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Screening Tests For Breast Cancer Genes Just Got Cheaper

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The U.S. Preventive Services Task Force recommends mammograms every other year, while the American Cancer Society endorses annual scans. Kari Lehr/Image Zoo/Corbis hide caption

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Kari Lehr/Image Zoo/Corbis

Richard Harris discusses mammogram guidelines

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Catharine Becker of Fullerton, Calif., was diagnosed with stage 3 breast cancer at 43 despite having a clean mammogram. The mother of three didn't know she had dense breast tissue until after she was diagnosed. Heidi de Marco/Kaiser Health News hide caption

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Heidi de Marco/Kaiser Health News

Some researchers recommend starting mammogram screening at age 40, while others say age 50. Some doctors think screening should be based on a woman's overall risk for breast cancer, not just her age. Hero Images/Corbis hide caption

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Hero Images/Corbis

The Hidden Cost Of Mammograms: More Testing And Overtreatment

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It's a good start when experimental compounds stop the proliferation of cancer cells in the lab. But, as many researchers have learned the hard way, that's just an early step toward creating a worthwhile treatment. Science Source hide caption

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Science Source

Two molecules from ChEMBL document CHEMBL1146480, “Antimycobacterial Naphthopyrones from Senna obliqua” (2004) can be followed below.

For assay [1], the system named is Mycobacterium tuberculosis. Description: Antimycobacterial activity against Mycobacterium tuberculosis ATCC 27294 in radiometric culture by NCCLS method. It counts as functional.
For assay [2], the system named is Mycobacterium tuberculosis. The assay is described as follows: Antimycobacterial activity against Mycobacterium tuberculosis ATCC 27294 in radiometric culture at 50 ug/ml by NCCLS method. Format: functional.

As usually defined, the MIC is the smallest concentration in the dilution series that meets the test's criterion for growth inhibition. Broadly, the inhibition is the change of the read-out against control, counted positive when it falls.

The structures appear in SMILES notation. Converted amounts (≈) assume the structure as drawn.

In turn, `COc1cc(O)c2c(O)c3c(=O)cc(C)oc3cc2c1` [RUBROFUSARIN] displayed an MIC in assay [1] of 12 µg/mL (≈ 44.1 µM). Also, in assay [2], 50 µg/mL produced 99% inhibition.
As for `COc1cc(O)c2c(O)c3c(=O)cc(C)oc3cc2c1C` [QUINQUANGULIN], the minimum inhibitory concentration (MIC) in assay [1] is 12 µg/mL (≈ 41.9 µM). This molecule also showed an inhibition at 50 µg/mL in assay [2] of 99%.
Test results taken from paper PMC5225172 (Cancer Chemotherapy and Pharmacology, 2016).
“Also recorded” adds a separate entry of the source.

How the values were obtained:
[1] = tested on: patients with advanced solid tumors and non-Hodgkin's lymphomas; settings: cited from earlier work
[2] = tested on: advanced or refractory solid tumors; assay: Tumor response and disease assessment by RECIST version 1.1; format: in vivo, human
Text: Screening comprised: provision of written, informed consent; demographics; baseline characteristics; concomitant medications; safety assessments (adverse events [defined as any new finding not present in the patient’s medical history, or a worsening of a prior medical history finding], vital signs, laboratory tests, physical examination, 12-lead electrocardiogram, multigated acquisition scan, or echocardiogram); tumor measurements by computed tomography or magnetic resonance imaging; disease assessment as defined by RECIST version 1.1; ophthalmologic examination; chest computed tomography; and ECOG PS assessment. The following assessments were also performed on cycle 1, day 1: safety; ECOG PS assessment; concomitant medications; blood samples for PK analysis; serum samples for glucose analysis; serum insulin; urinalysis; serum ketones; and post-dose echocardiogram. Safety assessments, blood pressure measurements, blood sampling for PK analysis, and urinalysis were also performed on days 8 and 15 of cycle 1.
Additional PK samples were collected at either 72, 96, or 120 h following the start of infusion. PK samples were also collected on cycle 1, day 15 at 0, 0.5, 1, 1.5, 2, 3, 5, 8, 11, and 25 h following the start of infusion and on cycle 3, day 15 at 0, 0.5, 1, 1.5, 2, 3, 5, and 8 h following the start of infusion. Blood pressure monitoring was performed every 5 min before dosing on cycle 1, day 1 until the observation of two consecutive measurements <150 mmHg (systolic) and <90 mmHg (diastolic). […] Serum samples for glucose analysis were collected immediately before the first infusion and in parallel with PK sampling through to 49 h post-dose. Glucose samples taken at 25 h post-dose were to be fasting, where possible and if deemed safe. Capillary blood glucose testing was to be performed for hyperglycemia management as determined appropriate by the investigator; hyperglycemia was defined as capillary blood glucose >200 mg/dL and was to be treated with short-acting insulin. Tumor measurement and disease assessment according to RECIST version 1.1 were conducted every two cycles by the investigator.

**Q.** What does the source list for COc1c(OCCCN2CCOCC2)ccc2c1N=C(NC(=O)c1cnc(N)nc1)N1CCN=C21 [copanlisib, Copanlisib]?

A Biological Quest Leads To A New Kind Of Breast Cancer Drug

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Mary Harris was relieved when Stella was born with a mop of thick black hair, as if she had been protected from the chemo somehow. Courtesy of Howard Harris hide caption

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Courtesy of Howard Harris

Pregnant With Cancer: One Woman's Journey

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Radiation therapy is effective in treating breast cancer but typically requires dozens of visits over five to seven weeks. A newer protocol takes just three weeks. Antonia Reeve/Science Source hide caption

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Antonia Reeve/Science Source

Women participate in a breast cancer fund-raising in Denver in 2011. Despite decades of awareness campaigns, the survival rate for women with metastatic breast cancer hasn't improved. Helen H. Richardson/Denver Post/AP hide caption

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Helen H. Richardson/Denver Post/AP

Coalitions of patient advocates now help steer research funding toward particular projects. Lilli Carré for NPR hide caption

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Lilli Carré for NPR

Breast Cancer Patients Seek More Control Over Research Agenda

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Lisa Schlager of Chevy Chase, Md., demonstrates outside of the Supreme Court as arguments were made in a case seeking to determine whether the BRCA breast cancer genes can be patented. The court ruled in 2013 that individual genes can't be patented. Tom Williams/CQ Roll Call/Getty hide caption

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Tom Williams/CQ Roll Call/Getty

Researcher Urges Wider Genetic Screening For Breast Cancer

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